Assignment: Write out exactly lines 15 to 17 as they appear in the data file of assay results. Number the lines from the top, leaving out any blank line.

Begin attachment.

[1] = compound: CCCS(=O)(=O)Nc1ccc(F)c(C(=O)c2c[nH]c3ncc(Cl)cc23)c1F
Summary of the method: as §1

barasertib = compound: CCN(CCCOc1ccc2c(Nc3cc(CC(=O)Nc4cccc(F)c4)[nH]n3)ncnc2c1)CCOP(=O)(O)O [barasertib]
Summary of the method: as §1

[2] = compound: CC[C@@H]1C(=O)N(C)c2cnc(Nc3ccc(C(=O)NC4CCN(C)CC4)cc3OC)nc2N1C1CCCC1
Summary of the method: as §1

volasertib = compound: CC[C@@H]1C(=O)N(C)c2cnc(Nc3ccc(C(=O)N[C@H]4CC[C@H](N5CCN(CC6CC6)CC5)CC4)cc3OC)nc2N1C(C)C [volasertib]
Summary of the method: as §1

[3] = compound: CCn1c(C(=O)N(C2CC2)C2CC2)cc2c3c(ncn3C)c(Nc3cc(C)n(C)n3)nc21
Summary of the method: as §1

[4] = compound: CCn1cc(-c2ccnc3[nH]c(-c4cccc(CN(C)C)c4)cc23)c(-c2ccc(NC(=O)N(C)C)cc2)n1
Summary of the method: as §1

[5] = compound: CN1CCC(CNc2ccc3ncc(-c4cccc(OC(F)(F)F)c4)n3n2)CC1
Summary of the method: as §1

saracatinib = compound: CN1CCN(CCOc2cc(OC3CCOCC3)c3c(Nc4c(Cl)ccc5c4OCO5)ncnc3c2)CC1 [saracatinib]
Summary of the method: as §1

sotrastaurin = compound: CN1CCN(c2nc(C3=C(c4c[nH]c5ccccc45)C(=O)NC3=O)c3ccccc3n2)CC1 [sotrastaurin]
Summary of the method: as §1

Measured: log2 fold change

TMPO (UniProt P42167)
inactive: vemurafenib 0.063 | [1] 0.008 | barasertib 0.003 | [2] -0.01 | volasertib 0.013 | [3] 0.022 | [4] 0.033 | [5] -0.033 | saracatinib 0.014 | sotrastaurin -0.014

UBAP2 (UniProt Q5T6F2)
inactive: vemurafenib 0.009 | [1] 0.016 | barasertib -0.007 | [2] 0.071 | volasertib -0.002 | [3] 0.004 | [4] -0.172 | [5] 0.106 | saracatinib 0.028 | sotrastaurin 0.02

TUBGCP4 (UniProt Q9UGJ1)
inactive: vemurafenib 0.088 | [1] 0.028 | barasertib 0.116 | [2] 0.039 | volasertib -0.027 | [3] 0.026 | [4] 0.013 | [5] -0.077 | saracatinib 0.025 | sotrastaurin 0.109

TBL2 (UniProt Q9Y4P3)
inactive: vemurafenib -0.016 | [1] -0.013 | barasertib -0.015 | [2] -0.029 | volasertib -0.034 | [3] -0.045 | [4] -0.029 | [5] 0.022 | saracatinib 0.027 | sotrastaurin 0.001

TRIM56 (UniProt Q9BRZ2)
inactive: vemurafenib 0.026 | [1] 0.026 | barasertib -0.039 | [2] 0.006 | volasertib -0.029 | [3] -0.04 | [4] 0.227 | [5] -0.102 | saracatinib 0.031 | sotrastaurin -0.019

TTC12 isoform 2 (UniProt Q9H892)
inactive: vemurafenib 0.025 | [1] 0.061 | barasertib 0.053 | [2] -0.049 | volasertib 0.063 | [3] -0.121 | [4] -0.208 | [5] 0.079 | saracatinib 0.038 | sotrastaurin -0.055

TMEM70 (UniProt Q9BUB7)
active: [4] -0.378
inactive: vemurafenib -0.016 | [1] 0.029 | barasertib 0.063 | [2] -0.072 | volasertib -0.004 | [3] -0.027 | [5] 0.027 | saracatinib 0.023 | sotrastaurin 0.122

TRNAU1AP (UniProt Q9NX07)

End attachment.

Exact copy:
saracatinib = compound: CN1CCN(CCOc2cc(OC3CCOCC3)c3c(Nc4c(Cl)ccc5c4OCO5)ncnc3c2)CC1 [saracatinib]
Summary of the method: as §1

sotrastaurin = compound: CN1CCN(c2nc(C3=C(c4c[nH]c5ccccc45)C(=O)NC3=O)c3ccccc3n2)CC1 [sotrastaurin]